A study evaluating the impacts of work shifts on driver alertness has been published by the National Transport Commission (NTC) and the Cooperative Research Centre for Alertness, Safety and Productivity (Alertness CRC).
Described by the researchers as a “world-first”, the study into heavy vehicle driver fatigue analysed shift start time, the number of consecutive shifts, shift length, shift rotation, rest breaks and their likely impact on driver drowsiness and fatigue.
“We found that slow eye and eyelid movements, longer blink duration and prolonged eye closure are reliable predictors of drowsiness and fatigue,” said Spokesperson and Theme Leader for Alertness CRC, Associate Professor Mark Howard.
The study looked at more than 300 heavy vehicle driver shifts both in-vehicle and in a laboratory, as well as 150,000 samples of retrospective data. It confirmed a scientific link between alertness and drowsiness patterns associated with specific work shifts for heavy vehicle driving.
- Greatest alertness levels can be achieved under current standard driving hours for shifts starting between 6 a.m. – 8 a.m., including all rest breaks.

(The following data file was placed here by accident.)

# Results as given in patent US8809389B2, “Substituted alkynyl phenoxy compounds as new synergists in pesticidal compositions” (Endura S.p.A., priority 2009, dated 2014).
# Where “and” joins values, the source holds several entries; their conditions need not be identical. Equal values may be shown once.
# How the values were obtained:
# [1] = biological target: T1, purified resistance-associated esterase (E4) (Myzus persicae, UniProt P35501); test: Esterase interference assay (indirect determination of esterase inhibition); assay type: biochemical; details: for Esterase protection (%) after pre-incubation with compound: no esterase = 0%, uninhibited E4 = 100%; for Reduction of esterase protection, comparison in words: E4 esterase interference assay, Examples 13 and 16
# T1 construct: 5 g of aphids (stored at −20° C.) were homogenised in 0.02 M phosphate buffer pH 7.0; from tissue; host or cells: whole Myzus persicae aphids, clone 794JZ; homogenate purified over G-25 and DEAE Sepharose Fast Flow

- Greatest risk of an increase in drowsiness occurs:
- After 15 hours of day driving (when a driver starts a shift before 9 a.m.)
- After 6–8 hours of night driving (when a driver starts a shift in the afternoon or evening)
- After five consecutive shifts when driving again for over 13 hours
- When driving an early shift that starts after midnight and before 6 a.m.
- During the first 1–2 night shifts a driver undertakes and during long night shift sequences
- When a driver undertakes a backward shift rotation (from an evening, back to afternoon, or an afternoon back to a morning start)
- After long shift sequences of more than seven shifts
- During nose-to-tail shifts where a seven-hour break only enables five hours of sleep
“This is critical new evidence that will ultimately help to decrease heavy vehicle fatigue risk at a time when the nation’s freight task is expected to double by 2030,” said NTC Chief Executive Officer Dr Gillian Miles.
Alertness CRC conducted the research as part of a wider collaboration including the NTC, the Australian Government, Transport for NSW, Austin Health, Monash University, the Institute for Breathing and Sleep and the heavy vehicle industry.